He noticed that at the moment there is increasing restriction on press freedom, especially those covering forestry crimes.

“As you know, that is a restriction of journalist’s freedom, that they don’t want us to disseminate their information [on forest offense]” he said.

Sao Sokha, head of National Military Police, said that military police arrest anyone who commits crime, not just journalists.

“We didn’t arrest journalists, but it was a person who has committed an offense,” he said.

“Whoever has committed an offense, not just journalists, and even I am a general if I have committed offenses against the law, I am no longer a general or RCAF but am a criminal,” Sokha said.

The Association of Journalists expressed concern that the arrest of journalists represents a possible threat to press freedom, and called on relevant authorities to thoroughly investigate.

Ith Sothoeuth, acting executive director Cambodian Center for Independent Media (CCIM), said that he did not know the details of the case, but based on information he had received, they were accused of threatening to extort money from timber transporters.

“If the case is manipulated, it is feared that it will pose a threat to other journalists, especially independent journalists who dare to report corruption or other illegal acts, such as timber smuggling,” he said.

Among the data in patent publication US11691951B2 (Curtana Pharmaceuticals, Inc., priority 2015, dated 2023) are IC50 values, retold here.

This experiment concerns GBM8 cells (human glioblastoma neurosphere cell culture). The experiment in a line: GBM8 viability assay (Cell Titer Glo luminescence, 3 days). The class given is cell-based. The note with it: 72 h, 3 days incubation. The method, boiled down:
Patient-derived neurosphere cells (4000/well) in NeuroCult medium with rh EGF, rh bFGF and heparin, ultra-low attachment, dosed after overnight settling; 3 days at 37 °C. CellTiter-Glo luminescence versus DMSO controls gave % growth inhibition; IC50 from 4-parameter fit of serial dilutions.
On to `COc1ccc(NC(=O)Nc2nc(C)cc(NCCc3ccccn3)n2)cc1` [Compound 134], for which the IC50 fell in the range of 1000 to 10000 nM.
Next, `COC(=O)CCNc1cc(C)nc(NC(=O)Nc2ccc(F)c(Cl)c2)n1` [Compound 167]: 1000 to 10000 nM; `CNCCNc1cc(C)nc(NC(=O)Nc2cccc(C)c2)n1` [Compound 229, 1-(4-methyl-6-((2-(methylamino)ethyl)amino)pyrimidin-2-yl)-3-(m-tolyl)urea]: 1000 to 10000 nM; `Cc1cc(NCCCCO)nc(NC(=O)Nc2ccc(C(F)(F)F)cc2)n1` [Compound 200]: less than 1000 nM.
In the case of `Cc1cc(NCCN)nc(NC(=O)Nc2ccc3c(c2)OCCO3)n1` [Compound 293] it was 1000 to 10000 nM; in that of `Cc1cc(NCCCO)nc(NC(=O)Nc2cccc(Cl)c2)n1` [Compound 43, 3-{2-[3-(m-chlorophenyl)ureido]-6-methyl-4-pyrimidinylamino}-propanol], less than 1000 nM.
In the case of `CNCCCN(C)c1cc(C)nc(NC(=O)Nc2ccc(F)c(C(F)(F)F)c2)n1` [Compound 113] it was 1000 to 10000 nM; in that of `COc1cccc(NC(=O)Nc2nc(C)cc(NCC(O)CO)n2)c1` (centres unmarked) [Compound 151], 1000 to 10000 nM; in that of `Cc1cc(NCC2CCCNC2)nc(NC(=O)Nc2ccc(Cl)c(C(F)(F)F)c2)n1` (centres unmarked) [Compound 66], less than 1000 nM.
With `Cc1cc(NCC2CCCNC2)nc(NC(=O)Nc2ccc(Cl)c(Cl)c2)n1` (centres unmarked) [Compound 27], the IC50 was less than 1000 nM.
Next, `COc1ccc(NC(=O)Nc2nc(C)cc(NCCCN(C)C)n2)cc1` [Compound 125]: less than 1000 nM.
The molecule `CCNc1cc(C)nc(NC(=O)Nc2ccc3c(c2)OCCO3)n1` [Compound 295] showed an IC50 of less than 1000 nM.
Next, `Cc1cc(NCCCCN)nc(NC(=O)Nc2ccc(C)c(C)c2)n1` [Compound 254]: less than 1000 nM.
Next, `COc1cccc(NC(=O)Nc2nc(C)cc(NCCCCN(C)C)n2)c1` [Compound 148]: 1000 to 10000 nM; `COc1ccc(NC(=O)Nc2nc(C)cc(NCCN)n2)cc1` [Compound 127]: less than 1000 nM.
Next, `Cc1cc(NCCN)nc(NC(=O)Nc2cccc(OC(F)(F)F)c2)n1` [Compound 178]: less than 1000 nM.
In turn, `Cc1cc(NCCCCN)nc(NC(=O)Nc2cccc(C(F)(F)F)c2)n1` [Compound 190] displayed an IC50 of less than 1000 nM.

“If the case is true, it will affect the image of other professional journalists and undermine the general public’s trust,” he said.

“I think when there is an arrest of a journalist, before the arrest, there should be a clear investigation and when it comes to punishment, it should be checked for transparency.” he said.

He added that at present, journalists are not adequately protected by the authorities, and noted that international institutions like Reporters without Borders considered that Cambodia’s press freedom has been worsening.

Him Khortieth, research and advocacy manager CamboJA, said the authorities should investigate the case before making an arrest. He said the arrests are intended to threaten other journalists against covering particularly crimes.

“According to our inquiries, the journalists were not involved in extorting money… They went only after hearing that timber was being transported, and [the driver] went to the authorities who also arrested the photographer for taking pictures,”he said.

He said that the situation of journalists and press freedom has worsened compared to previous years.

Information Ministry spokesman Meas Sophorn, said that the arrested journalists were involved in extorting money, noting that a vehicle owner who had transported wooden houses, had permission from the forestry administration. He said the ministry is reviewing the media licenses of those involved.

“I would like to say that the detaining and extorting money is not an obligation of journalists,” he said.

“Those journalists who have committed the offense above, it is illegal,” he said. “So, they have to face the law, and it is not violating or threatening, or restricting the rights of journalists.”